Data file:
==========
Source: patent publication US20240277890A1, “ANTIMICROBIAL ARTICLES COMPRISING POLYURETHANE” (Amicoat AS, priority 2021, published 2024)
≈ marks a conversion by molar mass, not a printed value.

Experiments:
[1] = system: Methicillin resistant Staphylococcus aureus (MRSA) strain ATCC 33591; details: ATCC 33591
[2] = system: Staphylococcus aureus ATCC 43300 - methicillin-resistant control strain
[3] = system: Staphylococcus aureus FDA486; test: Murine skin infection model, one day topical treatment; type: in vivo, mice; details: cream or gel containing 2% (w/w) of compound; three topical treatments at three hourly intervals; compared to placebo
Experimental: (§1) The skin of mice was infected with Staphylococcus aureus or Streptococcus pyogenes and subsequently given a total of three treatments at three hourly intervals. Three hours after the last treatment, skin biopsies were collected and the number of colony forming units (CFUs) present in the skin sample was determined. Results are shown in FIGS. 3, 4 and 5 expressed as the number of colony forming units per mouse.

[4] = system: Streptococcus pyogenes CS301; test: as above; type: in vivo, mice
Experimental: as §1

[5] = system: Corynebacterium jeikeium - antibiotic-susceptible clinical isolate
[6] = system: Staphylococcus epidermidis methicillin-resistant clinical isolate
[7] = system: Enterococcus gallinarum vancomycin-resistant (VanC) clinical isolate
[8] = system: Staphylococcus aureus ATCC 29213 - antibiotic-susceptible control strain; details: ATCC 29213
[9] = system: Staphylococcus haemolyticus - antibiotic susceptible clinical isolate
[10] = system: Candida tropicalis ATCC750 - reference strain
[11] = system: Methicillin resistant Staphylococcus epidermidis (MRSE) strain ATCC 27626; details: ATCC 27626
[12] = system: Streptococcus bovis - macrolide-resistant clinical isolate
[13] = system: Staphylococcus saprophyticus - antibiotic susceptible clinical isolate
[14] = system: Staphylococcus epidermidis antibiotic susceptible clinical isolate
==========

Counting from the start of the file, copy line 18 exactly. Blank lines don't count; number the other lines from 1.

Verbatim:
[13] = system: Staphylococcus saprophyticus - antibiotic susceptible clinical isolate